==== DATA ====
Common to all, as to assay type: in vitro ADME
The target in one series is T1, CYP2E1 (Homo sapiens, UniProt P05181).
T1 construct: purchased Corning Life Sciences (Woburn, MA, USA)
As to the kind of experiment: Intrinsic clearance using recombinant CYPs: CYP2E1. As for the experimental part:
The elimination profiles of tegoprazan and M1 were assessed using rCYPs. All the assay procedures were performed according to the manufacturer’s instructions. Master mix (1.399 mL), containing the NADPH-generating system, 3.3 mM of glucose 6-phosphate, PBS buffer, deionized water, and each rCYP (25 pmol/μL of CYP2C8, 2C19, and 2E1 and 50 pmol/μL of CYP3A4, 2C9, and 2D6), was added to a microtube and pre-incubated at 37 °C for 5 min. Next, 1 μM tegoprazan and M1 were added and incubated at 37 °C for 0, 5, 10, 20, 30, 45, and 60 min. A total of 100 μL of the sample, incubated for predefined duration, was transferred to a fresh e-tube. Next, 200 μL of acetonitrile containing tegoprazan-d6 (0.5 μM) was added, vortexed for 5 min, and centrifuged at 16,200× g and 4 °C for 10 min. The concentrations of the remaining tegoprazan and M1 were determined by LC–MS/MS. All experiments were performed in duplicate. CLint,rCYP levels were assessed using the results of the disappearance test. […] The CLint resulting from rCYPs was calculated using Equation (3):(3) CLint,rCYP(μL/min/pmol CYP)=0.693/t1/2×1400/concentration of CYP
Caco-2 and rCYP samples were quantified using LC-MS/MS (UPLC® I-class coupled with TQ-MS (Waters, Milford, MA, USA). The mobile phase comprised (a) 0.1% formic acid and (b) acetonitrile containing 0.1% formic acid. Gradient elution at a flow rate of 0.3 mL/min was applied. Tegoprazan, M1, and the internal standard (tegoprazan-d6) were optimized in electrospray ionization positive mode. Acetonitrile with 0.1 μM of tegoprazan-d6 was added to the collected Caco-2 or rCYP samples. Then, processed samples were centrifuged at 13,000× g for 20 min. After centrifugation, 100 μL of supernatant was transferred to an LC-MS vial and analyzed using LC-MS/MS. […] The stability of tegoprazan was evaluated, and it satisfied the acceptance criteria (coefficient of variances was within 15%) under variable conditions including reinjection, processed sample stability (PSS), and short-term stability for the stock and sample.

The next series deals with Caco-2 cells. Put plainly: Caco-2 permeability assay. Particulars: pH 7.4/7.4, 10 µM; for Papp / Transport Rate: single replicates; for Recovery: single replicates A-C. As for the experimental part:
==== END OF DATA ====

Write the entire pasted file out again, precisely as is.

Common to all, as to assay type: in vitro ADME
The target in one series is T1, CYP2E1 (Homo sapiens, UniProt P05181).
T1 construct: purchased Corning Life Sciences (Woburn, MA, USA)
As to the kind of experiment: Intrinsic clearance using recombinant CYPs: CYP2E1. As for the experimental part:
The elimination profiles of tegoprazan and M1 were assessed using rCYPs. All the assay procedures were performed according to the manufacturer’s instructions. Master mix (1.399 mL), containing the NADPH-generating system, 3.3 mM of glucose 6-phosphate, PBS buffer, deionized water, and each rCYP (25 pmol/μL of CYP2C8, 2C19, and 2E1 and 50 pmol/μL of CYP3A4, 2C9, and 2D6), was added to a microtube and pre-incubated at 37 °C for 5 min. Next, 1 μM tegoprazan and M1 were added and incubated at 37 °C for 0, 5, 10, 20, 30, 45, and 60 min. A total of 100 μL of the sample, incubated for predefined duration, was transferred to a fresh e-tube. Next, 200 μL of acetonitrile containing tegoprazan-d6 (0.5 μM) was added, vortexed for 5 min, and centrifuged at 16,200× g and 4 °C for 10 min. The concentrations of the remaining tegoprazan and M1 were determined by LC–MS/MS. All experiments were performed in duplicate. CLint,rCYP levels were assessed using the results of the disappearance test. […] The CLint resulting from rCYPs was calculated using Equation (3):(3) CLint,rCYP(μL/min/pmol CYP)=0.693/t1/2×1400/concentration of CYP
Caco-2 and rCYP samples were quantified using LC-MS/MS (UPLC® I-class coupled with TQ-MS (Waters, Milford, MA, USA). The mobile phase comprised (a) 0.1% formic acid and (b) acetonitrile containing 0.1% formic acid. Gradient elution at a flow rate of 0.3 mL/min was applied. Tegoprazan, M1, and the internal standard (tegoprazan-d6) were optimized in electrospray ionization positive mode. Acetonitrile with 0.1 μM of tegoprazan-d6 was added to the collected Caco-2 or rCYP samples. Then, processed samples were centrifuged at 13,000× g for 20 min. After centrifugation, 100 μL of supernatant was transferred to an LC-MS vial and analyzed using LC-MS/MS. […] The stability of tegoprazan was evaluated, and it satisfied the acceptance criteria (coefficient of variances was within 15%) under variable conditions including reinjection, processed sample stability (PSS), and short-term stability for the stock and sample.

The next series deals with Caco-2 cells. Put plainly: Caco-2 permeability assay. Particulars: pH 7.4/7.4, 10 µM; for Papp / Transport Rate: single replicates; for Recovery: single replicates A-C. As for the experimental part: